MOJAVE (CNET) — Richard Branson is really picking up his space tourism game after a rocky start.
The Virgin founder's rocket-powered passenger spacecraft, SpaceShipTwo, zoomed closer to taking tourists to the edge of space Tuesday when it successfully completed a second test flight.
Called the VSS Unity, the second craft built for the journeys after the unsuccessful Enterprise, soared up to 114,500 feet at Mach 1.9, or nearly 1,300 miles per hour (2,090 kph).
VSS Unity has been busy, this being her second flight in two months, with the initial test flight successfully launching in April. This is all happening around four years after the fatal crash of Virgin Galactic's SpaceShipTwo, Enterprise.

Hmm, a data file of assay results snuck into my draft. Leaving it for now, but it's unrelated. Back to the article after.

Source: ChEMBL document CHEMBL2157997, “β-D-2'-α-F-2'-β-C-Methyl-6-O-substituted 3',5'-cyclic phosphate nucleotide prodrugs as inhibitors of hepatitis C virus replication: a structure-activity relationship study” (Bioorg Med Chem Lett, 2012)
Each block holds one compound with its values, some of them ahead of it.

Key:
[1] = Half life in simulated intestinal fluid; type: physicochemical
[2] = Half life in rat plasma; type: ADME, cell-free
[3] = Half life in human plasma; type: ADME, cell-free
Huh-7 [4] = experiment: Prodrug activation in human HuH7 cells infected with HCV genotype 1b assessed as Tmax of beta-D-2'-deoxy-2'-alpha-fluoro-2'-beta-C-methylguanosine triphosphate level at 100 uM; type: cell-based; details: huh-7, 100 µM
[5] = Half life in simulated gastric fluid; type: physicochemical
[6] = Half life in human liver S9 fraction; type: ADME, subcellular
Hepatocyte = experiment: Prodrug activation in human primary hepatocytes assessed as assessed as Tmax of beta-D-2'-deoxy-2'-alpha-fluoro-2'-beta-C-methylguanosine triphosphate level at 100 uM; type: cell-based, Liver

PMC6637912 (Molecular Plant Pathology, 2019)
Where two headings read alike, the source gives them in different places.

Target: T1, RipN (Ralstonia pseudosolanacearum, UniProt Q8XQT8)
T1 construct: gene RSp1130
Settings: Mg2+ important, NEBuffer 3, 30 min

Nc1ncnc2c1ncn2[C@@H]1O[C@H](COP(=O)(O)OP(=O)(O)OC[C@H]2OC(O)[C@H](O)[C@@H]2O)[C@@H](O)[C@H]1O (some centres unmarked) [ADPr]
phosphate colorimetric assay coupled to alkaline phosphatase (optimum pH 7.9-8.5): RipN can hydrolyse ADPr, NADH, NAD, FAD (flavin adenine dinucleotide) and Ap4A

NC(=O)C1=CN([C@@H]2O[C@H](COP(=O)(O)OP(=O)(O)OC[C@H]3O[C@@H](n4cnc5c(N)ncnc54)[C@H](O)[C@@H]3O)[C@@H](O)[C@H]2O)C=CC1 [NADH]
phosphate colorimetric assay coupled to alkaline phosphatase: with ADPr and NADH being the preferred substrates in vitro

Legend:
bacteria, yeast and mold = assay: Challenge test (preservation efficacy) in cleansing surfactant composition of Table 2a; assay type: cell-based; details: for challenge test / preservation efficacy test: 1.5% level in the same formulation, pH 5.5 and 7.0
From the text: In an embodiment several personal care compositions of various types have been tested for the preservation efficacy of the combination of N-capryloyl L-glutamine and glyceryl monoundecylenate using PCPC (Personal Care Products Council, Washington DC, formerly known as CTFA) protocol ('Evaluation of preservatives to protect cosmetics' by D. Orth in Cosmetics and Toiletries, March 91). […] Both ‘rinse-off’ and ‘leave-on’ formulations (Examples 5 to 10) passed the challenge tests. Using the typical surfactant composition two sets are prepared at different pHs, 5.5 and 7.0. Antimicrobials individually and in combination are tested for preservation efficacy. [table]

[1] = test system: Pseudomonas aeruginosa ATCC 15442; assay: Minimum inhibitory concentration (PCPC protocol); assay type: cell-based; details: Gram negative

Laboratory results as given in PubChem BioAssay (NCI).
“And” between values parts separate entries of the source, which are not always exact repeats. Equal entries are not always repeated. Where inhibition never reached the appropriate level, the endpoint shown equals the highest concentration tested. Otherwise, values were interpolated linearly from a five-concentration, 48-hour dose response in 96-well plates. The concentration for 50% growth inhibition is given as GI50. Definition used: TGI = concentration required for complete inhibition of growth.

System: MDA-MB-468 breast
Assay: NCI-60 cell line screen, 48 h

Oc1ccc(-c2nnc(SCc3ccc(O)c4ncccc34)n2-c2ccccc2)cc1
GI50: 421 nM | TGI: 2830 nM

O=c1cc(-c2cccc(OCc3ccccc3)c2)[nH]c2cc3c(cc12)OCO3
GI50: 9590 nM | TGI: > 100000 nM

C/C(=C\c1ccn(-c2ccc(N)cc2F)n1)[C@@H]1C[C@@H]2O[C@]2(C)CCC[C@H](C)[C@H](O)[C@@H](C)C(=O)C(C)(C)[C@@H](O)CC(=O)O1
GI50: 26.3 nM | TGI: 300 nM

Since its founding in 2004, Virgin Galactic has hoped to offer you flights to space for a cheeky $250,000 a ticket. Problem is, it's almost a decade behind schedule, and competition is heated in the space tourism arena, with Jeff Bezos' rocket company Blue Origin and Elon Musk's SpaceX charging to infinity and beyond.
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